Recent Child Deaths Spark Gun Safety Awareness

Officials: 4 Indiana Children Die In Accidental Shootings

A child died after a shooting in rural Wells County on Friday, police said.

Investigators did not release many details on the events leading up to the shooting, but they did say the shooting happened in Ossian, north of Fort Wayne, while the child was under adult supervision.

The child's death marks the fourth gun-related incident in less than a month in Indiana, 6News' Rick Hightower reported.

A new program at the Eagle Creek Pistol Range in Indianapolis is working to raise awareness and to prevent gun-related accidents involving children.

Guy Relford, president of Tactical Firearms Training, LLC, said Indianapolis recently privatized the firing range on weekends and asked TFT to help with the program.

"If (parents) are going to have firearms in their home, those kids need to be talked to. They need to be educated, and most importantly, the guns need to be inaccessible to anyone who's not trained with a firearm," Relford said.

Relford recommended that parents become involved in teaching gun safety to their kids if there are guns in the home.

Officials said the program could potentially save lives.

A 4-year-old Cedar lake boy died Thursday after accidentally shooting himself and a 2-year-old Connersville boy died July 14 after being accidentally shot by his 5-year-old brother, police said. A 6-year-old Martinsville boy died June 30 after being shot by his 11-year old brother, officials said.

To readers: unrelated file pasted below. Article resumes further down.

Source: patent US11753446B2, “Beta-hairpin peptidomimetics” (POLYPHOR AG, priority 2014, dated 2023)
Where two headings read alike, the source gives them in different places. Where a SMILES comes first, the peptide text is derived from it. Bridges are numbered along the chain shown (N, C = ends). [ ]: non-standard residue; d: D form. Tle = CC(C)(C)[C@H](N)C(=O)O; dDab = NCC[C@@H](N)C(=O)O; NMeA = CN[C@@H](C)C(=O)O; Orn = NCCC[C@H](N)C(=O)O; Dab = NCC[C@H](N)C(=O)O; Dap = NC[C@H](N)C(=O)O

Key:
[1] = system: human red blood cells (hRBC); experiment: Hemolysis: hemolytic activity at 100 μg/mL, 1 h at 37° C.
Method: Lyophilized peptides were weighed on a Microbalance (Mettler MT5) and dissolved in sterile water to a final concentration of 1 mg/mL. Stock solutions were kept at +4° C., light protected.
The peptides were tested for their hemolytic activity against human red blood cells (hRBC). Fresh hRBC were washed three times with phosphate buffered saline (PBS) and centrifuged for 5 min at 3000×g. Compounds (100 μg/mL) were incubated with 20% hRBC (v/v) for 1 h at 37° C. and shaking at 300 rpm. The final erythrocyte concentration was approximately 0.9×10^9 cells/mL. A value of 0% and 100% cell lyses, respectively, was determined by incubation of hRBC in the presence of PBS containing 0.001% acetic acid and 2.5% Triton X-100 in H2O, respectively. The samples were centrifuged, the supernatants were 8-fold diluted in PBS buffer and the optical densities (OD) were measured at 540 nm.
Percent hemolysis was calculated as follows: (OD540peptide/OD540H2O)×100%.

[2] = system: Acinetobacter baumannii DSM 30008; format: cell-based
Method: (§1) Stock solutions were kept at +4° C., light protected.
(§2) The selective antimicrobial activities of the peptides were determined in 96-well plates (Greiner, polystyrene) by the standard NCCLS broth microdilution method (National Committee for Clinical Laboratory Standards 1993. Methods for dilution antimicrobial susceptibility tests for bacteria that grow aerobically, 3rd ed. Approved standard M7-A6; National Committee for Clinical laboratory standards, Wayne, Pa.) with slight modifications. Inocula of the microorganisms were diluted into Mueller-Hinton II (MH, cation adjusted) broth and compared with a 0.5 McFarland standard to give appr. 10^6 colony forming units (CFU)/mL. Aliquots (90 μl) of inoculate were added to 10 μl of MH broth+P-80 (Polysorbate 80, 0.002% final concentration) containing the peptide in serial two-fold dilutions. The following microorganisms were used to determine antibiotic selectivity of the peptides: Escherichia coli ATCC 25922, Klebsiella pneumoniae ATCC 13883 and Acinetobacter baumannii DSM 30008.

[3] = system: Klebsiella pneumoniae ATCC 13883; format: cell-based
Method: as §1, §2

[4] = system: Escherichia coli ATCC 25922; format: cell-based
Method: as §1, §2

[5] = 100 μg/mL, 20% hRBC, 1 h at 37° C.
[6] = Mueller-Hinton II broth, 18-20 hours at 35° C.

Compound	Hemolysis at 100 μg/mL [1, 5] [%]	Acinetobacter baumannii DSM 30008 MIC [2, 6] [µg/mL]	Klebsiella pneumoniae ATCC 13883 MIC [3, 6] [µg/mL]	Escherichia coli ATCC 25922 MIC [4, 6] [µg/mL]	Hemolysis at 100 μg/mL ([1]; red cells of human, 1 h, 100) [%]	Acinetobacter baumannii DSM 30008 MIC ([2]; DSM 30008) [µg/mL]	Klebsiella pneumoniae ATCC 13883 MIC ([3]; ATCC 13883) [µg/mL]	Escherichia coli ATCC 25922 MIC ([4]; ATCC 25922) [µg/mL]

In all four cases, officials said the children were able to gain access to a loaded deadly weapon inside their homes.

"It's just heart breaking because all those incidents are absolutely preventable, 100 percent preventable with just a little bit of education and a little bit of training," Relford said.

Relford said more women, including mothers, are learning how to shoot, but more importantly, learning how to teach their children about gun safety.

Allie Stone has a young teen at home and was at the shooting range on Saturday.

"I think (my son) is interested in taking a class, but we're secure. We have the gun locks. Those are free. I just think you have to be smart and look into all different options," Stone said.

Others at the range said there's a fine line between gun safety and jeopardizing the safety of your child when it comes to a gun in the home.

"There's a balance between having your gun ready to use when you need it, and having it safe when you have children around. You have to find that balance," Sharla Faust said.

Classroom firearms safety courses for children and adults are available at the pistol range, Relford said.

"For me, I thought it was great. It gave me a little more confidence on handling guns. Then, when your kids are old enough, you can teach them and train them in the proper atmosphere about proper gun handling safety," Stone said.

Relford said children as young as 12-years-old are allowed to shoot on the range under the direction of parents and certified firearms instructors.

"I teach a home firearms safety course that's in the classroom. There's no live fire exercises out on the range. It's a four hour course all in the classroom and that's open to all ages. It really is the perfect opportunity to start talking to families about how to safely store firearms and handle firearms around the home," Relford said.